The Mayoral Primary vote is “American Idol” style, not “Survivor” style. In other words, you’re not voting someone out — you’re voting FOR someone, and the top to “For” votes go on to the General. So as much as you want to get rid of Sanjaya (here, Suttle), you’ll just have to hope that your pro-Ruben Studdard (the combined weight of Daub and Vokal) vote gets you there.
And in all seriousness, you have to wonder if the endorsement for two Republicans will simply cause the GOP vote to be split and allow Suttle to sneak in. We actually don’t think this will be the case, but there’s an interesting argument to be made for it.
The OWH’s editorial also referenced last Wednesday’s Mayoral debate. If you really want to watch it (and you didn’t catch it on Cox, because you have a life), you can get it at the Omaha Chamber of Commerce’s web site.
Note: The first TEN minutes is a little “ad” for the young professionals and OWH columnist Robert Nelson attempting a nervous comedy routine. If you’re the type inclined to watch this in the first place, feel free to skip to the ten minute mark.
On the flap regarding the who voted for or did not vote for a property tax increase last week, we promised a follow-up, and we will in about an hour or so. Come back in a bit.
Jim Vokal responded, indirectly, saying that he had always voted against raising property taxes during his eight years on the Council.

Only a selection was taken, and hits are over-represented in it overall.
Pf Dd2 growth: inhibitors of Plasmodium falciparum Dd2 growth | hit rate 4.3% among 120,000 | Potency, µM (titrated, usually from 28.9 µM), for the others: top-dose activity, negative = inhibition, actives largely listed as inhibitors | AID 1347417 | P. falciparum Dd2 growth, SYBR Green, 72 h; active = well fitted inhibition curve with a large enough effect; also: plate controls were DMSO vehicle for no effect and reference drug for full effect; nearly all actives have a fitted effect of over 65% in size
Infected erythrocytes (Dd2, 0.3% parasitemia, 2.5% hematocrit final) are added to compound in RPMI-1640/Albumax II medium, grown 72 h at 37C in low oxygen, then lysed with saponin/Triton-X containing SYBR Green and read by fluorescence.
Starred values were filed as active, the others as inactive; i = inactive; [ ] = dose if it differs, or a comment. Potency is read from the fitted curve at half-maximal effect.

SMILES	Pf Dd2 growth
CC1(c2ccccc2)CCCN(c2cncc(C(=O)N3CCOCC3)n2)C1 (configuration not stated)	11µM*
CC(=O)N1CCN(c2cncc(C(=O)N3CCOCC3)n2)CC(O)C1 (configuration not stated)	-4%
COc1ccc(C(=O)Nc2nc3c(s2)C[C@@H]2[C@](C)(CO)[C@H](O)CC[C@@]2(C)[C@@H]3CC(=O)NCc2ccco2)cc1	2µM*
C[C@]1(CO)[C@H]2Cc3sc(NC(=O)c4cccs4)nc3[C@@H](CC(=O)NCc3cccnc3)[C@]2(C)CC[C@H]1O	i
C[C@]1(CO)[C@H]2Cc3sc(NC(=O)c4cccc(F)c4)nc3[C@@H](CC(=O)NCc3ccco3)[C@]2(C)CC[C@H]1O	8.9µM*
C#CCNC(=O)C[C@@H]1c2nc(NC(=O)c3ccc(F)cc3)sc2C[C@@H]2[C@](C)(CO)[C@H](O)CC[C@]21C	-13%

After the debate, the Daub camp made the following statement:
On September 21, 2001, Jim Vokal voted for a property tax increase. The vote, on Resolution #2430, raised our mill levy by 2 percent, from 42.523 to 43.387.
Councilman Chuck Sigerson bellowed back:
“To say that by certifying the budget, I’m voting for a tax increase is not only dishonest, it’s a blatant lie”.
The Vokal camp responded saying:
Mayor Fahey proposed a 1.5 increase. Council passed a budget with zero increase. Fahey put his increase back in. The issue came back to the Council the next week, and the Council was unable to over- ride the veto with Marc Kraft out of town. Vokal, Sigerson, Welch, and Thompson voted to override. Brown and Gernandt vote no.
The Council then passed the budget on a 6-0 vote, and the next week certified the tax rate to support the budget on a 7-0 vote, because state law says the Council is obligated to certify a budget and a tax rate and the city attorney recommended a positive vote.
So if the Council couldn’t override the Mayor’s veto, what happens? Those Council members, Vokal and Sigerson included, say that at that point their hands are tied, and they are stuck with the budget, so they just are voting, essentially, that there is a budget and a mil levy and there you go. But at that point, can they still do more?